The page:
In 2017, the number of startup “unicorns”, small, fast-growing technology firms with valuations of more than $1 billion, is at record levels. The big guys know that survival requires leading differently and continually finding new ways of doing things that the competition doesn’t. This is the age of disruption where the normal rules of business just don’t apply anymore. For example, Tesla, a software company is valued higher than both Ford and GM and Amazon an e-commerce and cloud computing company won three Oscars at the annual Academy Awards for Best Films. CEOs are sweating in boardrooms up around the world as young upstarts force them to completely rethink how they run their companies.
Good strategy, bad strategy.
Leadership is undergoing a seismic and long-overdue shift. Unless you spend every hour of the day awake, it’s a bad strategy to try to do everything. You must know what not to do. Clear thinking helps a leader remain focused on the “critical few”. The “critical few” is another way of saying the 80/20 rule. This clever rule of thumb says that 20 percent of anything drives 80 percent of outcomes. For example, 20 percent of your leadership actions will produce 80 percent of your results. Can you think of any others? Now that you know about this, you’ll start seeing it everywhere. With limited time and resources, you must identify the critical few leadership actions that will give you the most leverage. This means thinking, acting, and leading in a way that gets results and taps into the biggest sources of potential in yourself, and your organization.
There are three action-oriented mindsets you must amplify to lead in the age of disruption. They are practical shortcuts for simplifying how you think, how you act, and, ultimately, how you lead.
1. Think Big Mindset.
When was the last time you set a challenge for yourself that pushed you to deliver more than you thought was humanly possible? Most leaders think about how they can lead better by 10 percent or 20 percent, not by a factor of ten. The leader’s mindset is hardwired to think bigger and brighter, whether it’s wiping out malaria in the next ten years (the Bill and Melinda Gates Foundation) or making space tourism a reality (Richard Branson and Elon Musk). These leaders have an eye on the future and can spot an unmet opportunity quickly before others. They’re not afraid of change and enjoy bucking the norm. They are future shapers.
You don’t have to be a CEO or run a startup to think big. It’s about taking control of your vision rather than someone else hiring you to fulfill theirs. Get started, have a clear destination, fail fast, test ideas lightly and often, and know that those who shape the future hold two beliefs: (1) problems can’t be solved with yesterday’s thinking, and (2) you have the resources to achieve your goals.
2. Act Bold Mindset.
What is it that enables leaders to persevere through seemingly insurmountable challenges that at first seem to exceed our limits? Make a list of leaders you admire and who have made a difference in the world. They could be living or dead. The chances are they all have one outstanding quality in common: they are bold.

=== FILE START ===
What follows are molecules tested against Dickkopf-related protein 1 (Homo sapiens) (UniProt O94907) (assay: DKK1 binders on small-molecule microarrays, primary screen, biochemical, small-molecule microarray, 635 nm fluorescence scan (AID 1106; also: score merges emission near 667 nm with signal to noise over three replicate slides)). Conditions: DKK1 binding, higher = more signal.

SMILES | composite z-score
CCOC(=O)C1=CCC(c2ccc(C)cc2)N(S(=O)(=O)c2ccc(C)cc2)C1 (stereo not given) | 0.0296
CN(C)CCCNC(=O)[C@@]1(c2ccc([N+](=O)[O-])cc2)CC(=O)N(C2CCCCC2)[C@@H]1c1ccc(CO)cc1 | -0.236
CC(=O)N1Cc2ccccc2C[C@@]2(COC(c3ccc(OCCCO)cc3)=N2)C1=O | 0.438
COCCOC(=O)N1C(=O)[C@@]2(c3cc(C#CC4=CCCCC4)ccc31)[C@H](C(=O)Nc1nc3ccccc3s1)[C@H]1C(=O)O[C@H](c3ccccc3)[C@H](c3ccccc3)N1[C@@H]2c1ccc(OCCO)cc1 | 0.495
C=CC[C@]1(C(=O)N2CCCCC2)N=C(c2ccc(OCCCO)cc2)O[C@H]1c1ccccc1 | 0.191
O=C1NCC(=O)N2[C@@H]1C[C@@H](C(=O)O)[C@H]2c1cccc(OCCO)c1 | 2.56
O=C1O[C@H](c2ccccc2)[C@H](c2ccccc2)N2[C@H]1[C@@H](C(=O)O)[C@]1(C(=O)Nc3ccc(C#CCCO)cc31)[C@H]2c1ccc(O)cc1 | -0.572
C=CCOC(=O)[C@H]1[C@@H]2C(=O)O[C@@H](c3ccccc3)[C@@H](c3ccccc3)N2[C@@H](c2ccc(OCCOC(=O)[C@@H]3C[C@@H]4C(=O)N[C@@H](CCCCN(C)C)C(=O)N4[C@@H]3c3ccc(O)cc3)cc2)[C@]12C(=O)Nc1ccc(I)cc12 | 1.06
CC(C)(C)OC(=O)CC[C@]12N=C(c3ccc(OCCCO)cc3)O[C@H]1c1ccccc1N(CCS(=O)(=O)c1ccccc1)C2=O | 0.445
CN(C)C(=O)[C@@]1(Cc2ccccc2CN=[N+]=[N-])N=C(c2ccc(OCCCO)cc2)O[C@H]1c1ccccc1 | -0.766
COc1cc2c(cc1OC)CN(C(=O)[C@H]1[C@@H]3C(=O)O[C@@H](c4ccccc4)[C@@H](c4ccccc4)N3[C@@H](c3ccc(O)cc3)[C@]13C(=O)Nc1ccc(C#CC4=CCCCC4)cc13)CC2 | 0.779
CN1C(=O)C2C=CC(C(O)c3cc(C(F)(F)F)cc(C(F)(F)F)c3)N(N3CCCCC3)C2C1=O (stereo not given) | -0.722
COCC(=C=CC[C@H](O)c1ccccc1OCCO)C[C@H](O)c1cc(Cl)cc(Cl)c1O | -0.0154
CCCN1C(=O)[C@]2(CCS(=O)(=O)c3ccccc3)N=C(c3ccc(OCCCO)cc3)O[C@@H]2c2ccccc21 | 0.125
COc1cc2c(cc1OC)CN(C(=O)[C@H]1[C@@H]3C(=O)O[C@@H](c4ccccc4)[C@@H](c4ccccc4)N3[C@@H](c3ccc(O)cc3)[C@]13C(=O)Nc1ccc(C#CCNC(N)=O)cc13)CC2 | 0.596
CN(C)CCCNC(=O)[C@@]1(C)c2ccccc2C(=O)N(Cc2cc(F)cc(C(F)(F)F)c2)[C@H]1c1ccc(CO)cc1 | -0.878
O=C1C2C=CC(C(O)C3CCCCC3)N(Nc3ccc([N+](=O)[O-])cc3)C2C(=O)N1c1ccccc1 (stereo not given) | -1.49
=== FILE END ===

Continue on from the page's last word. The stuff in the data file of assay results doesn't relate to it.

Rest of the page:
A bold mindset excels at speed, creativity, and decisive action. They are risk takers. It’s not the only factor that drives success, but perhaps it is one of the most important in the age of overload. We all face the twin problems of deciding what to do and what to tune out. Creativity enables leaders to imagine different solutions to a problem and can help you “cut through the noise and focus on the signal,” as high profile entrepreneur Elon Musk describes it. If you want to make an impact, you need to act boldly, especially when the going gets tough.
Adversity is a natural part of the leadership journey. I have discovered that at the core of a leader’s mindset is an attitude, rooted in an ancient Nordic belief system called sisu. Sisu refers to “extraordinary determination, courage and resoluteness in the face of extreme stress or adversity.” Every leader I have studied overcame battles that seemed insurmountable at the time and yet they did not give up.
3. Learn Fast Mindset.
Today, business is inherently more complex than it has ever been. Yves Morieux, senior partner at strategy consultancy Boston Consulting Group (BCG), has developed an index to show how business complexity has increased sixfold during the past sixty years alone. And organisational complexity (number of procedures, structures, processes, systems, vertical layers, and decision approvals) increased by a factor of thirty-five. The truth is that most companies are still stuck in Industrial Age mindsets where efficiency is more important than change and innovation. They fight complexity with complexity. The impact on leaders is more stress, poor decision-making and loss of strategic perspective.
To learn fast, you must fight complexity with simplicity and be able to cut through the noise and focus on what really matters. Reduce waste, update old processes and introduce lean principles to take ideas to action more rapidly.
Next is Now.
Science fiction is quickly becoming science fact where data is the new oil and information is the new currency. Are you ready to lead in this new reality?
Terence Mauri is a JLA keynote speaker, Inc. Magazine Columnist and entrepreneur mentor. His new book The Leader’s Mindset: How To Win In The Age of Disruption is a global bestseller – described by MIT as ‘a fine read for anyone looking to take their leadership skills to the next level’.